According to the obtained results, the Random Forest model seems to be the most suitable for our data (AUC value: 0.712). The variable importance analysis was assessed using the average decrease in the nodes’ impurity measured by the Gini index during the construction of the random forest model [36]. Age at diagnosis, (Model for End-Stage Liver Disease) (MELD), anamnestic obesity, type of diagnosis, BMI, and BCLC were the six most important variables for recurrence prediction found in this analysis since they are associated with the highest Gini importance. To better understand the effects of the most important variables over classification results, the partial dependence plots [36] for the top 5-predictors have been explored (Figure 2). These plots give a graphical depiction of the marginal effect of a variable on the class probability. Greater y-values indicate that observation for a specific variable is associated with a higher probability for classifying new instances as recurrence. For age at diagnosis the Partial Dependence Plot (PDP) shows an increasing probability from about 50 to 70 years and then a decreasing probability. Conversely, lower MELD score is associated with a higher probability for a relapse (Figure 2). Moreover, surveillance or a casual diagnosis of the HCC is associated with a higher relapse probability compared to symptomatic diagnosis, as well as the absence of previous obesity (Figure 2). A low BMI is associated with a higher recurrence probability. Finally, a higher recurrence probability was also demonstrated for BCLC stage B patients. The learning curve is a plot that relates the accuracy of the learning system (ROC in our case) and the number of training examples used for learning [5]. The learning curve is useful for many purposes including comparing different algorithms, choosing model parameters during design, adjusting optimization to improve convergence, and determining the amount of data used for training. The learning curve (Figure 3) shows that as the training set increases, the quality of the prediction improves (ROC). Therefore, it may make sense to increase the number of cases to improve the performance of the model and make it more generalizable on new data.

4. Discussion

Artificial intelligence and machine learning have the potential to revolutionize the management of cancer patients by predicting their clinical course and outcome. In the past two years, AI methods have been published for the prediction of overall survival and treatment outcomes in HCC. To date, however, there are few clinical prognostic factors capable of predicting HCC recurrence. For this reason, we have performed this study with the aim to establish a new ML model for predicting outcome of HCC patients. ML models are capable to include a large amount of clinical, histological, radiological as well as molecular variables compared to traditional statistical models. The most important challenge in using ML is the careful selection and validation of algorithms to create a predictive model In this study, considering a large number of variables (socio-demographic, diagnosis of HCC, patient's medical history, comorbidities, residual liver function, HCC staging at diagnosis, treatments), including patients` outcome, we developed a supervised ML model to predict HCC recurrence. Moreover, six variables that can predict the recurrence of HCC, regardless of the type of treatment, have been identified. Among the three non-parametric models (Random Forest (RF), Support Vector Machine (SVM) and K-Nearest Neighbors (KNN)) and the parametric one (ENET) adopted, the Random Forest algorithm appears to be the most suitable for predicting the risk of HCC in our data. The six most important variables predicting HCC recurrence according to this model are age at diagnosis, MELD, the absence of previous obesity, type of diagnosis, BMI, and BCLC stage. According to our model instead, the type of treatment does not appear among the most predictive parameters. In our study, the likelihood of HCC recurrence increases from age 50 to 70 and then decreases. Cho E. et al. [40] described distinct clinical features among elderly HCC patients that could explain this finding. Elderly patients with HCC had fewer HCC nodules than younger patients and less liver fibrosis [40]. Furthermore, cancers in elderly patients tend to be more encapsulated, well-differentiated, and associated with less vascular invasion [40]. However, the size of HCC nodules in elderly patients was larger than that found in younger patients most likely due to the absence of regular HCC surveillance [40]. According to the model used, patients who did not have previous obesity and were underweight have a higher probability of HCC recurrence. Although this finding may be unexpected, 88% of the population in our study developed HCC on cirrhosis, and sarcopenia is a well-known characteristic of cirrhotic patients. Chang KV et al. [41] demonstrated that muscle loss is associated with increased all-cause mortality and tumor recurrence in HCC patients. Furthermore, we found that lower MELD values are associated with a higher likelihood of recurrence while both surveillance and random diagnosis of HCC are associated with a higher likelihood of recurrence. These results could be determined by the small sample size and the characteristics of our population. Survival in patients with chronic liver disease and successfully treated HCC is mainly affected by early hepatic decompensation (cit.). Longterm preservation of liver function may allow for the emergence of HCC and therefore of initiating a specific treatment (cit.). Finally, the learning curve shows that as the training set increases, accuracy improves. This could be promising for increasing sample size and obtaining more generalizable models in an independent data set. The present study had several limitations. The analysis of the results may have been limited by the sample size. Second, the few histological data may not emerge as a prognostic factor. In conclusion, AI and the models obtained with ML, analyzing a large number of variables, could provide predictive models that help predict the risk of recurrence. This study represents a "proof of concept" (also given the large number) and it opens the way to other studies with a larger number of patients, which also allows for differentiation by type of treatment.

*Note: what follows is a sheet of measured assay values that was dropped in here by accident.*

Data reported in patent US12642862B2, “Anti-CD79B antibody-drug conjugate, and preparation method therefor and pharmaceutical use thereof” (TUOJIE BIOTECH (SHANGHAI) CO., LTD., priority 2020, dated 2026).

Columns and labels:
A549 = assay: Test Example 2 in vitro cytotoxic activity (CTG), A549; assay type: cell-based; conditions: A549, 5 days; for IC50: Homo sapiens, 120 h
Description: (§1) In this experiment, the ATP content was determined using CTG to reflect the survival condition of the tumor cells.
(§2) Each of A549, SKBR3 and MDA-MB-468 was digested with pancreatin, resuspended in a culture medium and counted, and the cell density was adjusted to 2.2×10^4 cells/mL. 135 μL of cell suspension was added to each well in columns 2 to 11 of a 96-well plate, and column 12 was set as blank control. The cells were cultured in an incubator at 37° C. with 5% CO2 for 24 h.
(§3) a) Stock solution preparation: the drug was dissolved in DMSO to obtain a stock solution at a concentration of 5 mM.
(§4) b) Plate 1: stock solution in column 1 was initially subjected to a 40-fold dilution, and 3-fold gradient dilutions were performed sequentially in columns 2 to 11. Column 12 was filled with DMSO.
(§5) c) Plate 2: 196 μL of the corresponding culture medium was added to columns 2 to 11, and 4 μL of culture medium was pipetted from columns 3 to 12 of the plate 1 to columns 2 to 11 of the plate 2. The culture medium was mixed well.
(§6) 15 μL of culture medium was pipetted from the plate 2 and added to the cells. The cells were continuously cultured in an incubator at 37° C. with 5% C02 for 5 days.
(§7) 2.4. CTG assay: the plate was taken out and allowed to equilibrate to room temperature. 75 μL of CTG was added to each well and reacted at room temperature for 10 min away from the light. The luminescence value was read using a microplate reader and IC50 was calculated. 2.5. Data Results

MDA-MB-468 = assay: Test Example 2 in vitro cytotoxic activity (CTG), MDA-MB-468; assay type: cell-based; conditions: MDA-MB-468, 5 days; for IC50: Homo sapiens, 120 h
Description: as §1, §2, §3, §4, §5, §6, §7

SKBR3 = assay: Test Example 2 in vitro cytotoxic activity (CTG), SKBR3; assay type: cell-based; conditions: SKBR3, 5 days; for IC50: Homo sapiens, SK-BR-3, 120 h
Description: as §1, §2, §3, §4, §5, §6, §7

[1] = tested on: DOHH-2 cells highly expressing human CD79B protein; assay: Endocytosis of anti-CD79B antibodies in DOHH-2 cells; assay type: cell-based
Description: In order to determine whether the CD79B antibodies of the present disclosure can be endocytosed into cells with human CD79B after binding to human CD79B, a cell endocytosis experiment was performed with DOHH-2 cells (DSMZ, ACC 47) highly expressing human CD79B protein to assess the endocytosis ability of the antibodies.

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Figure 1: Model Building of Machine Learning

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Figure 2: Partial dependence plots

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Figure 3: The learning curve of the Random Forest model